Now, I'm suitably humiliated, humbled, and my attention has been focused on safety and details. I hope that this relatively painless mishap will enable me to avoid something dangerous, to remember to look and acertain my target BEFORE shooting, to check the background, and to keep my firearms pointed in a safe direction. I hope that anyone who reads this will do the same.

Monday, October 04, 2004

1886 SRC to the Range!

Well, I took my new to me (and darn near NIB, period) Browning 1886 SRC to the range today. Whoooo hooooo. That steel carbine butt had me a bit worried, although the gun seemed to fit fine, but it was no problem being plenty wide enough to dissipate recoil across the shoulder. Most people would compare this gun to their .308 for recoil but some would find stronger loads intimidating.

Sights used were the factory carbine sights. They don't give a lot of definition particularly against black bullseyes. A Williams Foolproof is on order for this gun. The problem isn't the front post but the rear notch. At my age these sights might be more challenging than they would have been 30 years ago.

The target was one of those 8" round Shoot N C things from Birchwood Casey. The sights don't show up particularly well against this target but it is a reasonable size.

The ammo consisted of 4 different loads. They were the Remington factory 405 gr., the Remington 300 gr. "Express" loading, the Federal 300 gr. Express loading with the Sierra JHC and the new version of the Federal load with the 300 gr. Speer HotCore.

The 405 gr. load and the 300 gr. loads all stayed on the target at 50 yards. However, the 405 gr. load was noticeably lower on target at 100 yards being almost 7 inches below point of aim. However, all the "Express" loads shot to point of aim at 100 yards. An adjustable sight would make the 405 gr. factory load usable but it is only marginally so at 100 yards with the factory sight. When I reload for this gun for use on animals heavier than whitetails, black bear or hogs, I'll be using a good 400 or 405 gr. bullet at about 1600 fps. Again, an adjustable sight is probably necessary for this application. Such loads would be for elk, moose and perhaps larger black bear or bison. The factory "Express" loadings using the 300 gr. bullet are sufficient for any use I'll have for the rifle in this area. BTW, the .45-70 can push the 300 gr. bullet some 200 fps faster than the .44 Remington Mag from a rifle and with about 20K CUP less pressure!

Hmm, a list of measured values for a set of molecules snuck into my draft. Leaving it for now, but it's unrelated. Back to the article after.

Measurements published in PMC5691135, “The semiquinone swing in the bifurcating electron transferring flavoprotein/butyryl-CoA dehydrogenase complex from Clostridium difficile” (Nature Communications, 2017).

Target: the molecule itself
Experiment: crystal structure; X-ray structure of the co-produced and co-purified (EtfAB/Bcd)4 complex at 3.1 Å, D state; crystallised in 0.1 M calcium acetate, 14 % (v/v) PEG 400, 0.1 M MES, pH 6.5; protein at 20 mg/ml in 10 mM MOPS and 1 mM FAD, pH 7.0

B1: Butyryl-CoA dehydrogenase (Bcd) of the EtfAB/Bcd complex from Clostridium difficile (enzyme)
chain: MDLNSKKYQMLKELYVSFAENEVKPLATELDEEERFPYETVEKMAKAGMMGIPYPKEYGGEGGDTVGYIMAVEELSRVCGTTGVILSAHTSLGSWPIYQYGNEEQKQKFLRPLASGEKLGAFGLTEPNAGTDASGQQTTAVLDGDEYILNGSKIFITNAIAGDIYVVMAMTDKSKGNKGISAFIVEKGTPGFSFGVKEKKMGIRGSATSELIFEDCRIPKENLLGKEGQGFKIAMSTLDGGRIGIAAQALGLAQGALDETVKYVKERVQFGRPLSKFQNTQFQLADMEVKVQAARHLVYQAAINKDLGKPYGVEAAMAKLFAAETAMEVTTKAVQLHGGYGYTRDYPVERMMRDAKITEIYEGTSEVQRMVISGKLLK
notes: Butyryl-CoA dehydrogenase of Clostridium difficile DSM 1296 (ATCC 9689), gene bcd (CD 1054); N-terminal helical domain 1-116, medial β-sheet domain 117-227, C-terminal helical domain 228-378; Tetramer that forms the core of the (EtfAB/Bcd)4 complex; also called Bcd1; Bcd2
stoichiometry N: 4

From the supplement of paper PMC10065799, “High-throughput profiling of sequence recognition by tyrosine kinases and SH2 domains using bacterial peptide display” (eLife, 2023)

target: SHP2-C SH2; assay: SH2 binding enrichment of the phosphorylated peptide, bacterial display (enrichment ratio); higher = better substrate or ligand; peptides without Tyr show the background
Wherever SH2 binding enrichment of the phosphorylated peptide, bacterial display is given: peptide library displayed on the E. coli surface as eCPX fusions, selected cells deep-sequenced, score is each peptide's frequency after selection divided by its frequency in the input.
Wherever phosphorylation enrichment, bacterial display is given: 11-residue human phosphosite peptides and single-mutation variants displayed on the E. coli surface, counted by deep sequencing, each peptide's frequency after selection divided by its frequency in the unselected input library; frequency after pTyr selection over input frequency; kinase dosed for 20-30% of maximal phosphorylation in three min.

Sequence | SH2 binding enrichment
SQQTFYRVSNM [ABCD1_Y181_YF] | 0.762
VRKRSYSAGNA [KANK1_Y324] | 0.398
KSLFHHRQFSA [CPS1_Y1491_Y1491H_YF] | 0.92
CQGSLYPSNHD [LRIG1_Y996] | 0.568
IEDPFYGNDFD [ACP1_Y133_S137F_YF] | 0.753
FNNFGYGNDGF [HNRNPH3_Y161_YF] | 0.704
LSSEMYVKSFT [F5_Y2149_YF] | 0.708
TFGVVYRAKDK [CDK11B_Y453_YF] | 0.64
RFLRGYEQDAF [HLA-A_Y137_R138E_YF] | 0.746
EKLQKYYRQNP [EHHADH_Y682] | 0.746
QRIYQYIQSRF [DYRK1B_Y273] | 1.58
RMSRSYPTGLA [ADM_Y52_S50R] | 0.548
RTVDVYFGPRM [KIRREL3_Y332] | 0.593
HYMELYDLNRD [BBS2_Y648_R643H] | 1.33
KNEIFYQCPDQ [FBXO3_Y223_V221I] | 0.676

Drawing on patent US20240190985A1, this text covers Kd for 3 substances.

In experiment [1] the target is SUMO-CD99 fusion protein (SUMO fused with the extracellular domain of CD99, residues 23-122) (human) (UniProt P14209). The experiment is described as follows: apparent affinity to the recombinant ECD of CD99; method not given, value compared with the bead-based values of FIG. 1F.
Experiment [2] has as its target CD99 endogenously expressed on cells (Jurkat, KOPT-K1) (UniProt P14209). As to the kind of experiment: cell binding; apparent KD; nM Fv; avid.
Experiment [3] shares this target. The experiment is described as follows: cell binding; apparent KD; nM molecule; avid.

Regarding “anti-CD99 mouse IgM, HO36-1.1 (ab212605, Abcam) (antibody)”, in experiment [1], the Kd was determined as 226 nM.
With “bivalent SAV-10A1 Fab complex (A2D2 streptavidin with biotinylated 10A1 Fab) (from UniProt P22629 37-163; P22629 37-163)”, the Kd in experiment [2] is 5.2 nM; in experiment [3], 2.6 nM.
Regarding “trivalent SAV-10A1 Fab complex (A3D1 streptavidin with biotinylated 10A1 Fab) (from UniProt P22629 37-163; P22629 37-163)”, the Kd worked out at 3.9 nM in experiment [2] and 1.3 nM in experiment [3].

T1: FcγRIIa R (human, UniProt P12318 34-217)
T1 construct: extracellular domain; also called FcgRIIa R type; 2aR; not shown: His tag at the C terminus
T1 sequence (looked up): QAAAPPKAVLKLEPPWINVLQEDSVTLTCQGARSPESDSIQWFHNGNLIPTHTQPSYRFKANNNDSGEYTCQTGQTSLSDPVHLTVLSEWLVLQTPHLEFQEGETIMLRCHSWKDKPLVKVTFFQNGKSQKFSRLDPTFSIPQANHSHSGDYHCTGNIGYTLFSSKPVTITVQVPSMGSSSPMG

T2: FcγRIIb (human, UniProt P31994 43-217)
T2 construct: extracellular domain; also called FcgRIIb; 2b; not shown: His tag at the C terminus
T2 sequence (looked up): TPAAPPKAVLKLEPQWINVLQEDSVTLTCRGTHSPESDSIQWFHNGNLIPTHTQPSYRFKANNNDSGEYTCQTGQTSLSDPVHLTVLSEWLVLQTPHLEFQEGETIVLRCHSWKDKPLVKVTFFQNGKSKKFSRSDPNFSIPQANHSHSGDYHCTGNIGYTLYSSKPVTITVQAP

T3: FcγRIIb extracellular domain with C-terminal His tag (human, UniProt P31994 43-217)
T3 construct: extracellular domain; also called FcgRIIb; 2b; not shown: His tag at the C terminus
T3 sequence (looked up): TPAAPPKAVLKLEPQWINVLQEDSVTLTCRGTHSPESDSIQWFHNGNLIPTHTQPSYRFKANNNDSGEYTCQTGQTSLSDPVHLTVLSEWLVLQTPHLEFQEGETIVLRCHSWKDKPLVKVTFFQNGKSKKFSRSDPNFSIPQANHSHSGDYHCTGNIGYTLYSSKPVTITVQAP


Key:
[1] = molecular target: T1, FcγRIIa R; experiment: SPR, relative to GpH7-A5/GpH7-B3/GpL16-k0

Functioning was smooth, positive and problem free. The trigger was not unmanageable. Some might not like it but it was no better or worse than any other levergun trigger. I'm not particularly trigger sensitive and found it to be a good one. Ejection, even when cycling the action VERY slowly, was extremely positive and consistently dropped the cartridges just 2-3 feet directly behind me.

My general impression of the SRC was, in a word, outstanding. If the Browning 71s and 1895s are of the same quality, I'm hooked! Personally, one of these rifles in .33 Winchester would be about PERFECT for many hunters in my neck of the woods. They might not think so, but it would serve them very well indeed. In addition, it is just darn fun to shoot!

Here's a photo of the target used at 100 yards.

If you look at the pic, the black pasters are covering the first 4 shots I ever put out of the gun. Shot at 50 yards, observers were amazed that it was zeroed AND that I could hit with open sights. [?] The top 2 are the Federal 300 gr. Sierra JHC and the bottom 2 are Remington 405 gr.

Every shot seemed a bit easier to control and as you see the group sizes decrease so too I was working through the ammo list. IOW, the smallest group is the last fired on this target.

I'd like to reiterate that the action has a satisfying solidity to it. It kind of feels "hollow" when unloaded but when loaded and worked it feels like a little bank vault. With the hook the cartridges are dragged out, lifted up and placed perfectly for smooth entry into the chamber. Fast or slow, this action works. I'm sure you've run into lever guns (and others) that either wouldn't work at speed or wouldn't work when cycled slowly. This guns surely isn't like that.

With a good aperture sight, this could be the one gun. I'm looking forward to getting a good example of the little brother, the M92. Will probably take a while, but hey, I've had to wait for all the good things in my life.